Title

Surgery: Tone Poem for Saxophone Quartet in Three Movements

Lead Author Major

Music

Format

Composer's Club Concerts

Faculty Mentor Department

Music

Abstract/Artist Statement

“Surgery” a Tone Poem in Three Movements for Saxophone Quartet is my artistic testament to the transformative surgery I underwent on January 27th of this year. Each movement is a reflection upon my feelings on that day and how those feelings progressed, coupled with the incorporation of three-and-a-half -- the duration, in hours, of my operation-- into each major element of the composition. The first movement, “Anesthesia” is slow and trance like. It is driven by a solo alto saxophone calling out with a confident but harmonically unstable perfect fifth that grows in register and volume as the piece progresses; the unsure serenity I felt as I awaited anesthesia. It is answered by a three- fold developing melody that grows in orchestration with each of its three statements; its harmonic instability invokes the worry of something going wrong with the procedure. After an unsure resolution to A major, it goes into a development section driven by an alto saxophone solo accompanied by a thick polytonal texture with incomplete, ascending thirds in the soprano; the anesthetic gas muddling my thoughts and putting me to sleep. A sleep that is signified by are solution to A major that foreshadows the harmonic destination of the piece. The second movement, “Ascent Through the Fog” grows from the tempo of movement I but in 9/8 that develops into a fast and lively, consistently bitonal (vertical minor and major) scherzando. This movement depicts what I imagine the process of my surgery was with its tremendous toll on my body that served a reparative and necessary purpose, and coming to the edge of wakefulness from the anesthetic. Its melodic lines come from rapid, ascending minor thirds that shift into major thirds by the end of the movement, and its harmony comes from this cycle of keys: A-D- C#-F#- C- A which are related by three-and- a- half from the major and minor third with tension coming from the tritone. Underscoring and thickening the texture is an ostinato that covers 3-and- a- third of each bar (for the sake of more even division). It culminates with a slow statement of the theme in a solo tenor saxophone in the key of A major that is joined by the baritone saxophone. There is a brief pause before it resolves to an A split-third chord in first inversion, a moment of instability before the calm and contentment of finale. The finale movement, “Awakening”, is an open and stable chorale that is entirely tonal and referential to A major that is performed in the tempo of the final section of movement II. Its melodies are in trading solos between the soprano and alto saxophones that are set to the rhythms of a poem I wrote that reflected upon this procedure. The rhythm of the tenor and baritone saxophones are the rhythms of the developing melody from movement I in four- times augmentation. The two soloists are unified in the final phrase of the piece and confidently resolve to four octaves of A throughout the quartet. This chorale invokes the indescribable joy and serenity I felt upon waking up after my operation. The pain did not matter, the exhaustion did not matter, the daunting recovery did not matter. I had finally become whole and functional and I could know no greater contentment.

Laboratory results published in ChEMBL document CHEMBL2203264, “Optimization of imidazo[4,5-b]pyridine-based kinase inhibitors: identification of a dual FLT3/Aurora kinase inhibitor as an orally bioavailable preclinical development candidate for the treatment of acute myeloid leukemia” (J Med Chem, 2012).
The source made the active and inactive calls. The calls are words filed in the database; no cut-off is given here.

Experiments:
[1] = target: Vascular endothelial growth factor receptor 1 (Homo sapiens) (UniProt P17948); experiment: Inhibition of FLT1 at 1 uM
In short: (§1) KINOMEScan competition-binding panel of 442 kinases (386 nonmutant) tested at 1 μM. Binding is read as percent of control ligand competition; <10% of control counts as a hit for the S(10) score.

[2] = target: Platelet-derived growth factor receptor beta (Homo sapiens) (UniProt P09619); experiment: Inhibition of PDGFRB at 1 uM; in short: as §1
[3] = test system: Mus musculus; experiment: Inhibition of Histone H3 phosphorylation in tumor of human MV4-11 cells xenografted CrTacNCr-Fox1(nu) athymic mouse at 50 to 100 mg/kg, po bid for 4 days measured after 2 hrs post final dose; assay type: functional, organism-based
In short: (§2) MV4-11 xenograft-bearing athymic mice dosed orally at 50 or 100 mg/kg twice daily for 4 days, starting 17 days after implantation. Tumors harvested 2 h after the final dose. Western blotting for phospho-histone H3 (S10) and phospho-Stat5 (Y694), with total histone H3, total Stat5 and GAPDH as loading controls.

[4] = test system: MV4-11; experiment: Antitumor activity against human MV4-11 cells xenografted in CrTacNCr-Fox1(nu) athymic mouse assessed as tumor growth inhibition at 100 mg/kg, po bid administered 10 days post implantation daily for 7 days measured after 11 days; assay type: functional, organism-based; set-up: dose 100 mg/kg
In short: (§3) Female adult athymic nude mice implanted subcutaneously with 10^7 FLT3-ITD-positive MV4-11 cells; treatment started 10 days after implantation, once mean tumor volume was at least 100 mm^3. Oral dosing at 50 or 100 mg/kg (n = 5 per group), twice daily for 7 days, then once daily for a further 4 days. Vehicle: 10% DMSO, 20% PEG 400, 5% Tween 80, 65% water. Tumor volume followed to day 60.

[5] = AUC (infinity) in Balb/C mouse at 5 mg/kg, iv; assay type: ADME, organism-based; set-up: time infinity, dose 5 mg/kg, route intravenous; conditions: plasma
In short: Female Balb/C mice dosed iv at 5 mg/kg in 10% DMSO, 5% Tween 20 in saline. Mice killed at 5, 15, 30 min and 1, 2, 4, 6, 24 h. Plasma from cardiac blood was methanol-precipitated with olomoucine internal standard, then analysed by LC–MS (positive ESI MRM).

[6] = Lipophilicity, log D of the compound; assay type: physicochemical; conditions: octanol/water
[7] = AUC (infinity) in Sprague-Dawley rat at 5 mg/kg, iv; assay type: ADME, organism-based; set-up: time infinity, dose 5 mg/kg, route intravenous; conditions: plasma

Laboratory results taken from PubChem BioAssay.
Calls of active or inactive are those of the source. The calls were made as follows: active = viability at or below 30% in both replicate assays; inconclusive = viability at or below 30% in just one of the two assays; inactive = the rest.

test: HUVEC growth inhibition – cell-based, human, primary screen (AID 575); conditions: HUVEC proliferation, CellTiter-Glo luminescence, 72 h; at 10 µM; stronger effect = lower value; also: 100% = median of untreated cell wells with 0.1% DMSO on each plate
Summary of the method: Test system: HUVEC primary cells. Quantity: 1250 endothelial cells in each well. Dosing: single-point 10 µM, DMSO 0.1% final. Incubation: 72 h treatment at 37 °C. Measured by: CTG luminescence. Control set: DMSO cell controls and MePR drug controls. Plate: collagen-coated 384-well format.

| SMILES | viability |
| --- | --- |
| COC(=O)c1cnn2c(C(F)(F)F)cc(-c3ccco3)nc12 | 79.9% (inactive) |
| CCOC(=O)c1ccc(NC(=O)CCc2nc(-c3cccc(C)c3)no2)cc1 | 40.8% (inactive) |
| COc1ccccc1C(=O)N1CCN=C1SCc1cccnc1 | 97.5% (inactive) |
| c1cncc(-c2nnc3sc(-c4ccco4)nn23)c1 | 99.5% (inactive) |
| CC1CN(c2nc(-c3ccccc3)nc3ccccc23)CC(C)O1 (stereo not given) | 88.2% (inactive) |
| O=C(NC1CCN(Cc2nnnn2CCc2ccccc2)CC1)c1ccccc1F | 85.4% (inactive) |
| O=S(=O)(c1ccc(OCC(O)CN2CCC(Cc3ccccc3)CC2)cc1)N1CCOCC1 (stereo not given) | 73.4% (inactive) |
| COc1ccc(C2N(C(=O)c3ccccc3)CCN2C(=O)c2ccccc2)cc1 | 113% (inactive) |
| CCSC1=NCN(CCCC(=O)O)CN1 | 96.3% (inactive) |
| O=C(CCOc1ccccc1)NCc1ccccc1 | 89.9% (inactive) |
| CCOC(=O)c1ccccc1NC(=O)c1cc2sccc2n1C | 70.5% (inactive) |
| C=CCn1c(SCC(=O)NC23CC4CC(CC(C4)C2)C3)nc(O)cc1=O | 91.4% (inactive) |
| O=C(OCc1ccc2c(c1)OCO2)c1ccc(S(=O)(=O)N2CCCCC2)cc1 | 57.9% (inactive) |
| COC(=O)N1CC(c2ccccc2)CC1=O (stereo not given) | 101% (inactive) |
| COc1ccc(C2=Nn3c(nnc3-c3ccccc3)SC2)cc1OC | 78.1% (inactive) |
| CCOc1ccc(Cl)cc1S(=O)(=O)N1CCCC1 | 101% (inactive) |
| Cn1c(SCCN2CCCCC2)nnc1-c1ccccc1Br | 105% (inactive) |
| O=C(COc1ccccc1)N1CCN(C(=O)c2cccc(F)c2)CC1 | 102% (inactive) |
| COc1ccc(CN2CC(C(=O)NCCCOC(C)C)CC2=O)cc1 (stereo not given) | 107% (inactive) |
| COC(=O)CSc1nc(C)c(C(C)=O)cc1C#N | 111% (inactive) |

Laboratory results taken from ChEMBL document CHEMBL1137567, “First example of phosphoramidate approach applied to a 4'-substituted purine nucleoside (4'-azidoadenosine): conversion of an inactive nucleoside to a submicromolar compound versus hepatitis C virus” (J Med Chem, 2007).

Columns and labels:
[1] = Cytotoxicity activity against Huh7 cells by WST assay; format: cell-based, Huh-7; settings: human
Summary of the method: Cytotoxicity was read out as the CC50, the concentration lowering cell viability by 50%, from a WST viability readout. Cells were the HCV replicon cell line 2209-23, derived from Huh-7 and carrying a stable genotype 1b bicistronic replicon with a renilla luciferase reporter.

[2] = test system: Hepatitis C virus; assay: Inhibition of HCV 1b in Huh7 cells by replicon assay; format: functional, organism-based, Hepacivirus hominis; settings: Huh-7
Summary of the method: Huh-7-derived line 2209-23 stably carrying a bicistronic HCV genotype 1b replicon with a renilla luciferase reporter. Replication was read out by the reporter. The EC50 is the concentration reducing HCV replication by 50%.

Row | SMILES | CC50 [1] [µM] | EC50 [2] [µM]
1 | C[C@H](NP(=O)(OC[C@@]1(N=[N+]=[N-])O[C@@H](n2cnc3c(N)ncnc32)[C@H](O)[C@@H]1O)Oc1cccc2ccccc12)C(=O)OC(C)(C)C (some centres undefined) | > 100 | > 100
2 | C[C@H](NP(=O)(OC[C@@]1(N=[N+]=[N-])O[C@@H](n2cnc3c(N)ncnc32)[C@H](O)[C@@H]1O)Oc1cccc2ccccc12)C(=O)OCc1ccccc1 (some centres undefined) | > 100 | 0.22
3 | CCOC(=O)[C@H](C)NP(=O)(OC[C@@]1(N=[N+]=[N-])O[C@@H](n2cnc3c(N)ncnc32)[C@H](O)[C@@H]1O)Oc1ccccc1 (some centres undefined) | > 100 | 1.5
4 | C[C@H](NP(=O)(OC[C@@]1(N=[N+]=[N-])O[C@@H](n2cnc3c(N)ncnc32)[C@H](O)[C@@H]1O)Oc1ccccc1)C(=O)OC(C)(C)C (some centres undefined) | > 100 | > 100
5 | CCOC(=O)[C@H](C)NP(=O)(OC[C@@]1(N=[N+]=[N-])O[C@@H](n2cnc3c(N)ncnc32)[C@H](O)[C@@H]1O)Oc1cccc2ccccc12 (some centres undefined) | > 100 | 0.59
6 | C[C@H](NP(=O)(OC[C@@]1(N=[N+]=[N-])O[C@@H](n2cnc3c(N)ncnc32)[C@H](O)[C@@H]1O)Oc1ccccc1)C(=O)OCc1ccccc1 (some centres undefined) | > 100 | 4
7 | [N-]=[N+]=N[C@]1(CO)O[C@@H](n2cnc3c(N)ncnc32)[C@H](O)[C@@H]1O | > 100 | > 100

Location

Faye Spanos Concert Hall